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Date of last update: 10/20/2017.
Forum Name: Cardiology Diagnostics
|LC39B - Tue May 06, 2003 5:00 pm||
Hi, I am a 46 year old male who went to a pre-op screening for rotator cuff repair. An EKG was performed and came back abnormal, I was told it indicated possible Anterior Infarct. I have read the definitions and will see my primary care physician, but want to know what factors could affect this reading (or cause an erroneous reading ) and is there any questions I should ask of the doctor. Any help is appreciated.
|Dr. Yasser Mokhtar - Wed May 07, 2003 3:19 pm||
Thank you very much for using our website.
On the electrocardiogram (e.c.g.), myocardial infarctions (heart attacks) have a certain pattern and one can identify these patterns easily.
The problem is that an electrocardiogram is operator dependant.
Confusion can regarding having previous anterior infarcts on the e.c.g. This is because the anterior wall of the heart is under the chest wall and the electrical impulses coming from the anterior wall of the heart are picked up by the leads that are placed on the chest wall. These leads have specific places to be placed and if for any reason, the operator misplaces the leads (which sometimes happen), then the e.c.g. could have a reading of an anterior infarction.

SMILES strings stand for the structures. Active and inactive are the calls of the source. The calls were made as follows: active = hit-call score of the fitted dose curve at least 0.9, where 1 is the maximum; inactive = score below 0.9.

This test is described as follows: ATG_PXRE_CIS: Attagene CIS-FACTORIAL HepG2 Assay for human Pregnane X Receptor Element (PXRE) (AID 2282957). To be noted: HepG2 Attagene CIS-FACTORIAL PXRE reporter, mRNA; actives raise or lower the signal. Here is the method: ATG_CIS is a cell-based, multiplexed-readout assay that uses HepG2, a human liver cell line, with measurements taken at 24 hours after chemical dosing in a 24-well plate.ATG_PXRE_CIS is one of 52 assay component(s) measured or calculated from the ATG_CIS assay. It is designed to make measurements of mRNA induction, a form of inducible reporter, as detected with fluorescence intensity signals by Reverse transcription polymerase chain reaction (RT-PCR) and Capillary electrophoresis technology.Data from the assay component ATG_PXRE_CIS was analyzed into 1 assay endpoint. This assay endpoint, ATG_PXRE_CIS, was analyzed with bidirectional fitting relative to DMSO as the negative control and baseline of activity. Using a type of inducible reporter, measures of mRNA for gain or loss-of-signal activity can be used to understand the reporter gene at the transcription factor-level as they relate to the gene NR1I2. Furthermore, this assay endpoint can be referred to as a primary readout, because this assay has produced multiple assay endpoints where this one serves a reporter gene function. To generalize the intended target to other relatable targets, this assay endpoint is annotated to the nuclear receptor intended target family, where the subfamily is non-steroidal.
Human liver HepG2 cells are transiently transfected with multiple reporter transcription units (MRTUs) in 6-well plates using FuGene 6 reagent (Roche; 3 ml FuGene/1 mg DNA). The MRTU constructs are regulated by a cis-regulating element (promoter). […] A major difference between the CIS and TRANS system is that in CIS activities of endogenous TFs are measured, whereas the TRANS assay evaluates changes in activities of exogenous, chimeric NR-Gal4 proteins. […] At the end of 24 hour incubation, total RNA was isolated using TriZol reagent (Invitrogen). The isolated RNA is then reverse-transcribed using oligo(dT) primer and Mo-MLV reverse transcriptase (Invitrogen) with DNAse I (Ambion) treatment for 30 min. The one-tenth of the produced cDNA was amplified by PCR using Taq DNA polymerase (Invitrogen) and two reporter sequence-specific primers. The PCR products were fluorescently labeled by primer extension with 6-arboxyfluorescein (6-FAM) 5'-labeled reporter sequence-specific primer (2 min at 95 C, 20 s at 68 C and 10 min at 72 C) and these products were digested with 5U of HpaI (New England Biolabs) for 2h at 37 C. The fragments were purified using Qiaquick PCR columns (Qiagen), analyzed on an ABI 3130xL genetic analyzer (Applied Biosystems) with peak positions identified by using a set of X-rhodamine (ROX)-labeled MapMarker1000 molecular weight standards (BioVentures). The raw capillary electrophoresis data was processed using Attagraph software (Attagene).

From the message i could understand that you did not have a heart attack in the past and are otherwise healthy. Even without a history of heart attacks for which you were hospitalized, a silent heart attack could happen and this occurs most commonly in patients with hypertension (high blood pressure) and diabetes.
Once more, thank you very much for using our website https://doctorslounge.com and i hope that this information helped.
Yasser Mokhtar, M.D.
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